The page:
Jones other reference in regard to the allegation about the Goodmans perjury is the Cameron letter, or in other words Ned Kelly! In the Cameron letter Ned Kelly complained that “Mr D Goodman since got four years for perjury concerning the same property” McMenomy, whose book predates Ian Jones, repeats Neds claim that Goodman got four years but there is no explanation or obvious reason why Jones later claimed it was actually three. Justin Corfield in his Encyclopaedia says Goodman went to gaol for three years ‘for perjury over the evidence he gave ; his wife escaped Gaol” and lists Ian Jones : A Short Life as his reference.
So it seems this story about Goodmans perjury is based on an acceptance of Ned Kellys claim in the Cameron letter, a claim he doesn’t repeat in the Jerilderie letter, and on an allegation of Perjury against Mrs Goodman that was struck out when it got to court. The case was brought by “Cox’ a name not mentioned anywhere in relation to this incident so it probably had nothing to do with it even if it had proceeded. Is this a myth in the making?
The answer to this was provided only a year ago, by Doug Morrissey in his book, ‘A Lawless Life’. He showed that Ned was completely confused about a separate case that Mr Goodman was involved with, and the claim that Mr Goodman went to Gaol for four years for perjury was completely wrong. It never happened. The person who went to Gaol was a man named Unger who tried to defraud Goodman. Unger went to gaol for 18 months and Goodman was never charged with anything.
Heres an extract from The Argus of February 19th 1878:
CENTRAL CRIMINAL COURT.
MONDAY, Feb l8.
(Before His Honour Mr Justice Fellows)
Mr C A Smyth prosecuted for the Crown
FRAUDENTLY CONCEALING GOODS
Morris Unger was charged with fraudulently concealing goods belonging to the
estate of Davis Goodman, of Winton, hawker and general dealer. Mr Molesworth appeared for the defence.….
….The jury found the defendant guilty, and his Honour sentenced him to l8 months hard labour. The Court adjourned till next day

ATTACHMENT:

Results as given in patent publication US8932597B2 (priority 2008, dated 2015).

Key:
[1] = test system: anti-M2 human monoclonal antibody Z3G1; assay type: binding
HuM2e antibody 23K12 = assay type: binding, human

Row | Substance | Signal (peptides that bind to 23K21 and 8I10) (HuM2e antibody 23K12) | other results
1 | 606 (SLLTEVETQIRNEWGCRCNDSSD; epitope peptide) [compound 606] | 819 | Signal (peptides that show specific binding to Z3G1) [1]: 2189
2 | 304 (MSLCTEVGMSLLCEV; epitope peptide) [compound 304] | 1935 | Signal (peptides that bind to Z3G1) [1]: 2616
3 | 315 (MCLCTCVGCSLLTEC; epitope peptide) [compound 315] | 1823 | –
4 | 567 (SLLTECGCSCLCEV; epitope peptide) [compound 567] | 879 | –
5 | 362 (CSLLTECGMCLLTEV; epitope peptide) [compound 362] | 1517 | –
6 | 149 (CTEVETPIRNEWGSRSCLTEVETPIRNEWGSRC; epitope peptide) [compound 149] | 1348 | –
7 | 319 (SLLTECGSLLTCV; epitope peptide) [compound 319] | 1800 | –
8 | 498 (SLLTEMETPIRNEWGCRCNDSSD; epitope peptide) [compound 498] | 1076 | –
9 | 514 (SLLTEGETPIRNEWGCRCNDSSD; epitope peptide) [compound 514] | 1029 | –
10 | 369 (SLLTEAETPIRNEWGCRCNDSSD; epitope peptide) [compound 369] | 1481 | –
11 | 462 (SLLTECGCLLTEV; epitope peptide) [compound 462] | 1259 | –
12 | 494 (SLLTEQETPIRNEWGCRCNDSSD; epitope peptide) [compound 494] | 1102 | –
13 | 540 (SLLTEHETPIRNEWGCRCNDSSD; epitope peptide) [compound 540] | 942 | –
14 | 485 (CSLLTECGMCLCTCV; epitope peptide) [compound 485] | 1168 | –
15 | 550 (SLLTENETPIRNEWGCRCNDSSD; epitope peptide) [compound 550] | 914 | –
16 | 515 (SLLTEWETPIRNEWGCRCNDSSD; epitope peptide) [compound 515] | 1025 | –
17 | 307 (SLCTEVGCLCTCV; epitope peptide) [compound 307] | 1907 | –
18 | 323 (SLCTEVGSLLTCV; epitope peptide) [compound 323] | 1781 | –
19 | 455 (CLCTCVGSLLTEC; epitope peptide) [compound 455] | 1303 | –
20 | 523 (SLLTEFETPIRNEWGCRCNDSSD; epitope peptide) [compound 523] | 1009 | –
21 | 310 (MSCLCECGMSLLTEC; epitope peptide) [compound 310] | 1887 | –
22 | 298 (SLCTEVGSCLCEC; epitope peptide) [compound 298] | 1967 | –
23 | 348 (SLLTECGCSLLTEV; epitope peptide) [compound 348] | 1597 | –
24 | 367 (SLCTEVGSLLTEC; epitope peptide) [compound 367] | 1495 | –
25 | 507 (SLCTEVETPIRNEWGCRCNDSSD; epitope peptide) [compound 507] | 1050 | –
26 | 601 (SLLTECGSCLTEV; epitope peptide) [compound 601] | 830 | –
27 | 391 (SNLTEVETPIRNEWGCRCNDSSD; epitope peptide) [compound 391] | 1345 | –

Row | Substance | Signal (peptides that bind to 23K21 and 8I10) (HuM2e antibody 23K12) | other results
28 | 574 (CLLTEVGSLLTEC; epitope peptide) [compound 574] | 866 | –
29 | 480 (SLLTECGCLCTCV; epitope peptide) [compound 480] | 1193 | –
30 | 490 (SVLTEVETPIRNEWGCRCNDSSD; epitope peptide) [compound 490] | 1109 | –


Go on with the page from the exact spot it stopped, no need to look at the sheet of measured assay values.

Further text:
So can anyone show me where in all this is the evidence that the Kellys, Dan in this instance, was being hounded and unfairly persecuted by the Police? There doesn’t seem to be much doubt that Dan Kelly and his nephews went to the Goodmans and as a result there was indeed a ‘fracas’. Perhaps it was a bit of drunken hooliganism arising out of Mrs Goodmans unwillingness to open her shop up to three inebriated hoons, late in the day with her husband away. There was property damage and some sort of threatened or actual assault, and theft. Complaints were made – perhaps exaggerated – arrests were made, some of the charges were dismissed and convictions and sentences were entered for others. The case however was misrepresented by Ned Kelly as some sort of corrupt activity involving the Authorities and the Goodmans, and as ever with Ned Kelly the great persuader, he’s had everyone believing till now that this was another example of the victimisaion of the Kellys. Well it wasn’t. Once again, to quote Ian Jones conclusion about Ned Kellys version of the Fitzpatrick event, “he lied”.
This is actually yet another example of how so much of the Kelly myth is based on an acceptance of lies from Ned Kelly. The truth of this episode is that Dan Kelly wasn’t innocent or being picked on. He got what was coming to him, and I doubt there would be anyone in the Kelly world who has the courage to stick up for the persecuted and hounded Kelly myth and argue that he didnt? I will be amazed if there is.